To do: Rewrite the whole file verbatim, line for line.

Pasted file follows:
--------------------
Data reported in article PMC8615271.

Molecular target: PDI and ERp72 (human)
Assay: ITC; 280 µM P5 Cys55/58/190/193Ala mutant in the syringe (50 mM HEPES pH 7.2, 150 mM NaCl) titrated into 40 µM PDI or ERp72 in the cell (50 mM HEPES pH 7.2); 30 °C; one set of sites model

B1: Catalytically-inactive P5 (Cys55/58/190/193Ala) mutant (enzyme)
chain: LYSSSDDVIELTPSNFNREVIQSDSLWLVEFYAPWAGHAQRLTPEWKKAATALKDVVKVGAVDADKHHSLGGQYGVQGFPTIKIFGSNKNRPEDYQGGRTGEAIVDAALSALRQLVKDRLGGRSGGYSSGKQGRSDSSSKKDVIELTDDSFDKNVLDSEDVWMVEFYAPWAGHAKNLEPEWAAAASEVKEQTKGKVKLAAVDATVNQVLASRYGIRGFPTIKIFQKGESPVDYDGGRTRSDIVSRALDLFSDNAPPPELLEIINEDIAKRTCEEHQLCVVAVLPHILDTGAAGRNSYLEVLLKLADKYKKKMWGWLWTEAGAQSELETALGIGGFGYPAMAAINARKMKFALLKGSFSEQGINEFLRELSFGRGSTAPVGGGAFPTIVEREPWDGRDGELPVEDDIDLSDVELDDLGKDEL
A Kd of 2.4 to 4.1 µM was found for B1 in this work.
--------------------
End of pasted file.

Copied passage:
Data reported in article PMC8615271.

Molecular target: PDI and ERp72 (human)
Assay: ITC; 280 µM P5 Cys55/58/190/193Ala mutant in the syringe (50 mM HEPES pH 7.2, 150 mM NaCl) titrated into 40 µM PDI or ERp72 in the cell (50 mM HEPES pH 7.2); 30 °C; one set of sites model

B1: Catalytically-inactive P5 (Cys55/58/190/193Ala) mutant (enzyme)
chain: LYSSSDDVIELTPSNFNREVIQSDSLWLVEFYAPWAGHAQRLTPEWKKAATALKDVVKVGAVDADKHHSLGGQYGVQGFPTIKIFGSNKNRPEDYQGGRTGEAIVDAALSALRQLVKDRLGGRSGGYSSGKQGRSDSSSKKDVIELTDDSFDKNVLDSEDVWMVEFYAPWAGHAKNLEPEWAAAASEVKEQTKGKVKLAAVDATVNQVLASRYGIRGFPTIKIFQKGESPVDYDGGRTRSDIVSRALDLFSDNAPPPELLEIINEDIAKRTCEEHQLCVVAVLPHILDTGAAGRNSYLEVLLKLADKYKKKMWGWLWTEAGAQSELETALGIGGFGYPAMAAINARKMKFALLKGSFSEQGINEFLRELSFGRGSTAPVGGGAFPTIVEREPWDGRDGELPVEDDIDLSDVELDDLGKDEL
A Kd of 2.4 to 4.1 µM was found for B1 in this work.